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Reading Muslims: Fahad Ahmad's Dissertation "Contesting Power"
Counter-radicalization (CR) policies seek to prevent future occurrences of “homegrown” terrorism – principally by Muslim actors – through pre-criminal interventions including community policing, social and educational programs, online content filtering, and targeted psycho-social interventions. To achieve their ends, CR policies rely on partnerships with Muslim civil society organizations (CSOs) who play the role of interlocutors connecting state security institutions to Muslim communities. Yet, little is understood about how Muslim CSOs balance competing demands of acceding to participate in counter-radicalization initiatives on the one hand, and on the other, raising concerns about anti-Muslim bias in CR policies. Comparing the cases of Canada and the U.K., this research shows how, in response to CR policy pressures, Muslim CSOs develop strategies that can be construed as power contestations with state institutions. This has significance for understanding how, despite institutional constraints, CSOs can use their agentic power to engage in meaningful contestations toward emancipatory goals.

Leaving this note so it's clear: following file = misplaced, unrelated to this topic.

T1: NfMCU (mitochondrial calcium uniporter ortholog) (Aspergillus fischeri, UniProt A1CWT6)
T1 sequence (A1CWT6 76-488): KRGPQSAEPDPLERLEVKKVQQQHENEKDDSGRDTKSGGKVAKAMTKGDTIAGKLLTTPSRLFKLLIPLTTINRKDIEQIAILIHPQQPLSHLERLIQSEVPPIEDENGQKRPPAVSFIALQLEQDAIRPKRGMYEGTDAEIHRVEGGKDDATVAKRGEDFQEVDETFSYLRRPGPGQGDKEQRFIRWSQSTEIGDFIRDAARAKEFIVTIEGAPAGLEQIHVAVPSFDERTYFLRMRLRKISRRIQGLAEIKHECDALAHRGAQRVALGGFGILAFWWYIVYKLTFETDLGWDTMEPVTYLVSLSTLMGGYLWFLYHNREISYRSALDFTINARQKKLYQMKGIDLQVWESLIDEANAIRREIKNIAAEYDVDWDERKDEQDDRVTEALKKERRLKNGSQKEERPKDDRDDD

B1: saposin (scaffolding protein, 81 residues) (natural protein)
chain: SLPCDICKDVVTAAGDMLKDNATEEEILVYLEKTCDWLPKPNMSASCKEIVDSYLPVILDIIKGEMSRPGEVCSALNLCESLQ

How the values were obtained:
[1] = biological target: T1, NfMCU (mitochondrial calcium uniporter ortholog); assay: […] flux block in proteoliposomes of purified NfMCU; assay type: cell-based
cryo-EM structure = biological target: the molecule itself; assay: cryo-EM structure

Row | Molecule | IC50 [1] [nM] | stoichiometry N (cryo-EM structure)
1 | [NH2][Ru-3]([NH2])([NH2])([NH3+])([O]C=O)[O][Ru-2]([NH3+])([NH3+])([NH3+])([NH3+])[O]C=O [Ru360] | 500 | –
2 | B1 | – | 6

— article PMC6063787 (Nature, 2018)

Nov 15, 2021 12:00 PM in Eastern Time (US and Canada)

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